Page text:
Fr. Zuhlsdorf, a prolific blogger, immediately tore it to shreds. I wasn’t upset as his very critical stance about what it actually said, but dismissing the document as having no weight as it was published by a small little pontifical council that has no authority to publish anything binding on anyone: “I am reading through the new “white paper” (I won’t dignify it with “document”) from the Pontifical Council for Justice and Peace and trying to keep my blood pressure down.” Although, I don’t quite follow his attempted to belittle the self-described note by referring to it as a “white paper”. To me, a note has less “weight” than a white paper, and while the Church has a document hierarchy, “white paper” doesn’t appear on it as far as I’m aware. Then again, neither does “note from a pontifical congregation”. Even looking at the definition of white paper on our friend, Wikipedia, leads me to think that a white paper would have more weight than a note. Again, I digress.

Another gem from his self-described rant:

Every once in a while the Holy See’s smaller offices, Pontifical Councils and so forth, have to put out a paper to justify their budgets and remind everyone that they take up valuable space. These documents, which do not form part of the Holy Father’s Magisterium, can deal with critical issues like how to be a safe driver [BK note: The document spilled more ink concerning care for women and children “of the street” and for the homeless than for the morality of driving.].  The dicasteries keep busy by hosting seminars on how to play sport and so forth.

He’s right in that it has no binding on anyone. The Catholic faith doesn’t change like that and rarely does the Church (these days at least) issue a definitive application of doctrine to a real-world scenario. The problem the Church faces in modern society is relevance. How can the Church remain relevant? Having priests outright dismiss items published by the Church says that, if those within the Church can find those items irrelevant, society can find the Church irrelevant too. This applies to both ends of the “conservative/liberal” spectrum.

Alright, Fr. Z didn’t throw around too much liberal-this or liberal-that (or at least enough for me to get bothered by it). Thomas Peters, writer of the blog “American Papist”, jumped on the bandwagon behind Fr. Z tearing apart the authority that the note had and launching an attack of “liberal” Catholicism, all while admitting that he hadn’t read the document nor planned to until he got around to it “around [his] many other daily obligations“.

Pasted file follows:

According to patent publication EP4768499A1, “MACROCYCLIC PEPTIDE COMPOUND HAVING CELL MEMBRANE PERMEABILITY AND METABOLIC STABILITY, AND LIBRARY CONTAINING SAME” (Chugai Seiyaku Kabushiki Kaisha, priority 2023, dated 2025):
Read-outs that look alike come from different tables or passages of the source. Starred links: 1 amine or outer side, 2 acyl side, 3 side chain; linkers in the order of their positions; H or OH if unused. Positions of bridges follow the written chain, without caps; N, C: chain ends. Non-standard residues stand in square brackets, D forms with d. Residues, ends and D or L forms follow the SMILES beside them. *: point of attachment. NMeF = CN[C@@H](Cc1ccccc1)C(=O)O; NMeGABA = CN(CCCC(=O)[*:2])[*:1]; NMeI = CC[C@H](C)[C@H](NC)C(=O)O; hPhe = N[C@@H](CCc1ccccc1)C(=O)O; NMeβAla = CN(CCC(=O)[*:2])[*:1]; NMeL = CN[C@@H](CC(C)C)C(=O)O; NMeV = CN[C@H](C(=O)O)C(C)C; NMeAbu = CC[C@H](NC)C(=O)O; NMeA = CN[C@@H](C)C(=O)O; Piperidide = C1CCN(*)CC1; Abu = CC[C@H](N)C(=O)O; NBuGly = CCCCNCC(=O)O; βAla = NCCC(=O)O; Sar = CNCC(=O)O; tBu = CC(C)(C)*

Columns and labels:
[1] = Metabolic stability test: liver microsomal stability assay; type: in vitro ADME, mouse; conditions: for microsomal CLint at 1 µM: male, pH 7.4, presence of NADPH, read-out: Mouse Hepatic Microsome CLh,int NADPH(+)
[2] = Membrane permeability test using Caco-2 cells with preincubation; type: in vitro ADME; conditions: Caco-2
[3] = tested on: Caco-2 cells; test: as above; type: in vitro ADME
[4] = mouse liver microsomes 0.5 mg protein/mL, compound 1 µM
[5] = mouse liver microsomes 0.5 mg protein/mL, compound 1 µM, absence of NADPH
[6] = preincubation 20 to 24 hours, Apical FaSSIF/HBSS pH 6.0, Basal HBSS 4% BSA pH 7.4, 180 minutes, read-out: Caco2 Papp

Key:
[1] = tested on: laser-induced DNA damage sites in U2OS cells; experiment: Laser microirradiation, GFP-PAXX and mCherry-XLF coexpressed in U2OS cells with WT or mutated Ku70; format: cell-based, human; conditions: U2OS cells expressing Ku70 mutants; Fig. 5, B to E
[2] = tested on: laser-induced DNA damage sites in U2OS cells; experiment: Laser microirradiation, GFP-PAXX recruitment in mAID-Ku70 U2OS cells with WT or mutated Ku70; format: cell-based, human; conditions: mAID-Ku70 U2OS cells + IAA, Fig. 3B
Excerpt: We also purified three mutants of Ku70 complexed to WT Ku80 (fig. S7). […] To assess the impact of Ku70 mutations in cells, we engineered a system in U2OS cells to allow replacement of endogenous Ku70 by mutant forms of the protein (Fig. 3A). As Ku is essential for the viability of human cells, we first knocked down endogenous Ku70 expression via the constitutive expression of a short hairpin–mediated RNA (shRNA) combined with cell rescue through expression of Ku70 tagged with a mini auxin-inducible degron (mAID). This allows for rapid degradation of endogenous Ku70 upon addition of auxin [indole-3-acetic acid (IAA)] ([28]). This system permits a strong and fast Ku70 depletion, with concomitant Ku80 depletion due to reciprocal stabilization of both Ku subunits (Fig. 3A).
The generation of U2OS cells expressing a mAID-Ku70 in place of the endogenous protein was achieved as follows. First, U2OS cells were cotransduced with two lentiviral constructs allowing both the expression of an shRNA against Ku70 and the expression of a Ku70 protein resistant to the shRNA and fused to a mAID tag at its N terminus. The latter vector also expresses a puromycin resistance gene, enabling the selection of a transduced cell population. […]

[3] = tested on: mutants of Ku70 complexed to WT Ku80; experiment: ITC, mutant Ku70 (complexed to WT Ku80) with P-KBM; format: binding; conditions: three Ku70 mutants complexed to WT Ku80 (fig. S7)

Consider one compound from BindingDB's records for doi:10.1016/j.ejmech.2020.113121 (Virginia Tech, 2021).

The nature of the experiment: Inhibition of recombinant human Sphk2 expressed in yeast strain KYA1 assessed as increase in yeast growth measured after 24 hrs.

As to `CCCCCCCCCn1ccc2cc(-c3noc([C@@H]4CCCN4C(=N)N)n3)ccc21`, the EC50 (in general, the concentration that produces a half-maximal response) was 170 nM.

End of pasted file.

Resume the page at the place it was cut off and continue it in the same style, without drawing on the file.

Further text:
All while we’re perfectly allowed to disagree with it, it shocked me how quickly so many in the Catholic world completely dismissed a document written, discussed and published by a number of cardinals of the Catholic Church. I was taught that if the Church, on any level, did something that I didn’t understand or agree with, I should use it to help me understand the situation at hand.

The specific line Peters used that got to me:

I’ll make this simpler: for any liberal Catholic who claims orthodox Catholics are being “cafeteria Catholics” on questions of economics, they should pledge publicly that they fully, 100% support the Church’s teaching on life, marriage and contraception right now.

There’s so much to unpack in a statement like this. Who are these liberal Catholics? How do you define orthodox? Is Peters implying that if someone disagrees with these orthodox Catholics (e.g. him and those who agree with him) that they’re liberal? Is he implying that all orthodox Catholics are fiscally conservative? Are all fiscally liberal Catholics liberal in terms of Catholicism? Fiscal liberalism equals pro-abortion, pro-contraception and pro-gay-marriage? What does any of this actually mean besides to act as fodder to fire up those who agree with him?

This sentence made me reflect upon my own language in the Catholic world. There are Catholics whose rejection or support of various things make me concerned for them, but attaching a label to them is not right. Labeling them pushes them away from me; makes them “the other”. We’re one family—both the Catholic family and the human family. We’re called to bring those on the fridges of the Catholic society closer to us and those outside inside. Stereotyping, assumptions and labeling will not help us spread the Gospel.






2 responses to “Oh, You’re That Kind of Catholic?

  1. Emily Avatar

    People consider the UCC to be liberal? Wow.
    Any other comments I’ll leave for the next time we talk. 🙂

    1. Brandon Kraft Avatar
      Brandon Kraft

      My freshman year, a story in a national Catholic magazine stated, paraphrased, that students at UT were orthodox/devout/faithful/whatever-word-you-want-to-use not because of the ministry at the UCC but in spite of it. It reminds me, in some ways, of my high school. Back in the 80’s, apparently, it was known as having gang problems, though by the time I was there, none of that was present. Other parents gave me mom flack for her letting me go to the “gang school”.

      Labels stick long after any usefulness they may have enjoyed.

      We need to make that talk happen sooner rather than later 🙂